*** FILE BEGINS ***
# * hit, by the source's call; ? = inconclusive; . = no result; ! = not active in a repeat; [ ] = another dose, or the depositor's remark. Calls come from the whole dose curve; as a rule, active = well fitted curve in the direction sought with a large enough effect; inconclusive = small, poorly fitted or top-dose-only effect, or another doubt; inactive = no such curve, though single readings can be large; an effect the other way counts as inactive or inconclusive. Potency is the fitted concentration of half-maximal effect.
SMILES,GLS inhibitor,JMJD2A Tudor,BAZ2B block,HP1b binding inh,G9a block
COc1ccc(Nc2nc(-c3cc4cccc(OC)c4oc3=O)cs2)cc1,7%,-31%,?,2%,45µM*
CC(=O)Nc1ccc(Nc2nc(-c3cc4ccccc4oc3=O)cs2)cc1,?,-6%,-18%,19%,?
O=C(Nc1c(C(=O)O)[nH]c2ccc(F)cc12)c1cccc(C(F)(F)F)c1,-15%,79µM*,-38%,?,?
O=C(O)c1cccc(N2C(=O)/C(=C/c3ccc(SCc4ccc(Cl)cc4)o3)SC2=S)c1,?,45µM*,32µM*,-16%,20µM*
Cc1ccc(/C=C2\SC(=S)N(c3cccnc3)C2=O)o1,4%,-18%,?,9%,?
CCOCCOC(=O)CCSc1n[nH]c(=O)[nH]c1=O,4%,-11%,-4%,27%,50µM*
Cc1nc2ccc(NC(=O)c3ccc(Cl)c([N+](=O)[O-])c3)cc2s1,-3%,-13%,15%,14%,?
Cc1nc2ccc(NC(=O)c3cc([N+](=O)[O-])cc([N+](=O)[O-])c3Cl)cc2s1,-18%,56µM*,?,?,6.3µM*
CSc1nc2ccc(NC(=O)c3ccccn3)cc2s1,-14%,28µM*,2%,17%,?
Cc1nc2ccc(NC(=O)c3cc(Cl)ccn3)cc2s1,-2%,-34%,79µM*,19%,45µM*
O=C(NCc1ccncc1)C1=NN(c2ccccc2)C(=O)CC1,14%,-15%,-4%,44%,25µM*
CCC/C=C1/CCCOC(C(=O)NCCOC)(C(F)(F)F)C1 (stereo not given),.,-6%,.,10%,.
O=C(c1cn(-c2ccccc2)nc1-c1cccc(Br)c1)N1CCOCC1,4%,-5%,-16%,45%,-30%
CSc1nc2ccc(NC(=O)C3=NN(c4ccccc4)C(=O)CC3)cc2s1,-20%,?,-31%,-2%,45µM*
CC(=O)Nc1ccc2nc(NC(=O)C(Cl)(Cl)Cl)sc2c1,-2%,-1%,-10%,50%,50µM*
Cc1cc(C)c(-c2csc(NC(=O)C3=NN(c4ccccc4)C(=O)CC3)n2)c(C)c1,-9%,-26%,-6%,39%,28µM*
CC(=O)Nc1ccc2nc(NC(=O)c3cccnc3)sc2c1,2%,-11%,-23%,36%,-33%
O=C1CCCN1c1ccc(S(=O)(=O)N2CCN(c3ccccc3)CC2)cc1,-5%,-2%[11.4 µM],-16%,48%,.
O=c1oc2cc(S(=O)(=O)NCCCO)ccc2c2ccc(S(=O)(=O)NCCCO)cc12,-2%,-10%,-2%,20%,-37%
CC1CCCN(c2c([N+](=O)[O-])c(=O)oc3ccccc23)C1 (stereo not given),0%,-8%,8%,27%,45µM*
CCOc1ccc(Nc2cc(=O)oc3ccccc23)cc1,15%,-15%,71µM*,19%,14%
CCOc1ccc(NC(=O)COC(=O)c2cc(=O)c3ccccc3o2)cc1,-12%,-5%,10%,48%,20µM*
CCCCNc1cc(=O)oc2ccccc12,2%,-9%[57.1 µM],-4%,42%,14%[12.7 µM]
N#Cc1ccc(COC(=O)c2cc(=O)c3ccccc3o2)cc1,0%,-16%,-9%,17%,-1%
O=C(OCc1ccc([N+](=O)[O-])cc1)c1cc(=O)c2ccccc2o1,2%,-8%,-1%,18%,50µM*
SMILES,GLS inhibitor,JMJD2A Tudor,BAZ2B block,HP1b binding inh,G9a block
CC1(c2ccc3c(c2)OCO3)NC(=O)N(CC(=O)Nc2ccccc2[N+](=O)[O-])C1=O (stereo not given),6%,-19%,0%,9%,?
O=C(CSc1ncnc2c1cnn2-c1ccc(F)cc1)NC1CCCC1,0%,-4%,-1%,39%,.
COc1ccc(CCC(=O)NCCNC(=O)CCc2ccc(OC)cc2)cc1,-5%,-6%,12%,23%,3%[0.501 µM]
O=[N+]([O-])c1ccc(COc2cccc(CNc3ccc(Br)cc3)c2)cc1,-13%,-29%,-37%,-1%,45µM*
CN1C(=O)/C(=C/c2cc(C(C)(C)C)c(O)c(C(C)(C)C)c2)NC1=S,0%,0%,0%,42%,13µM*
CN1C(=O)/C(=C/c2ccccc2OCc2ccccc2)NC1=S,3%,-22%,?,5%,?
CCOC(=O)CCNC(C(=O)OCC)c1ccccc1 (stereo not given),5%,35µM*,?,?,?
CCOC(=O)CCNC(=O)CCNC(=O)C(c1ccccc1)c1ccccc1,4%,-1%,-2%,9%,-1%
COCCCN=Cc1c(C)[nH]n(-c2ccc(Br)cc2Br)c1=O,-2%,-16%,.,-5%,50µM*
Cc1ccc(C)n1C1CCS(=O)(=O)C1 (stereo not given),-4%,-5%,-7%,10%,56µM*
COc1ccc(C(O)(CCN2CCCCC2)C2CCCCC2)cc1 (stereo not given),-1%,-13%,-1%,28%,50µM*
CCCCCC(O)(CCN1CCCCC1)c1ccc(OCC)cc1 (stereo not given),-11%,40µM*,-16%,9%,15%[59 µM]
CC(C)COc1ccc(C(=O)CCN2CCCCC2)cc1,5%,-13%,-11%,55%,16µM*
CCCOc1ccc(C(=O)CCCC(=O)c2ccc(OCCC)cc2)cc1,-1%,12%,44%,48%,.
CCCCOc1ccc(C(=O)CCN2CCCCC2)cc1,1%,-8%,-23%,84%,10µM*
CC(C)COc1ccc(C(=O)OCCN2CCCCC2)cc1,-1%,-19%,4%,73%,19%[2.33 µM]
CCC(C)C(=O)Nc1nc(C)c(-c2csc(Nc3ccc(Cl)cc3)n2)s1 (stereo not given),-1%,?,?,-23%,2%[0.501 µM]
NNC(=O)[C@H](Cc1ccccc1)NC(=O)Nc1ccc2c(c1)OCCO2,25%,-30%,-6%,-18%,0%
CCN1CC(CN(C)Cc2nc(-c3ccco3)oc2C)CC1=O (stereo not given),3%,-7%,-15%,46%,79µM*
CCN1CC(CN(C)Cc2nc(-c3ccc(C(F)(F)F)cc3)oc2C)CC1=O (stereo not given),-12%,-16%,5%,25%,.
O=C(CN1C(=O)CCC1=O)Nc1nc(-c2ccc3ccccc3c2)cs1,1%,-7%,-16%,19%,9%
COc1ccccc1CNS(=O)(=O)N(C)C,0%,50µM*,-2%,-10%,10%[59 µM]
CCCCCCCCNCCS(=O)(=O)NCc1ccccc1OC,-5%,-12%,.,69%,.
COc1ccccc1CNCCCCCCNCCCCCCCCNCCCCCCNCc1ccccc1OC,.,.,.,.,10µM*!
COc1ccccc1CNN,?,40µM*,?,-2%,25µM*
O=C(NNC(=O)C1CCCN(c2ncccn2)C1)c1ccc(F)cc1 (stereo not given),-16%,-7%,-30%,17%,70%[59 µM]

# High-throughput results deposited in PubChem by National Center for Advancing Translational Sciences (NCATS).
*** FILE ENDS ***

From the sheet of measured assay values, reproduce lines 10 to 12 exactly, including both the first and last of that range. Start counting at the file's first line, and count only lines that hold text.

Cc1nc2ccc(NC(=O)c3cc([N+](=O)[O-])cc([N+](=O)[O-])c3Cl)cc2s1,-18%,56µM*,?,?,6.3µM*
CSc1nc2ccc(NC(=O)c3ccccn3)cc2s1,-14%,28µM*,2%,17%,?
Cc1nc2ccc(NC(=O)c3cc(Cl)ccn3)cc2s1,-2%,-34%,79µM*,19%,45µM*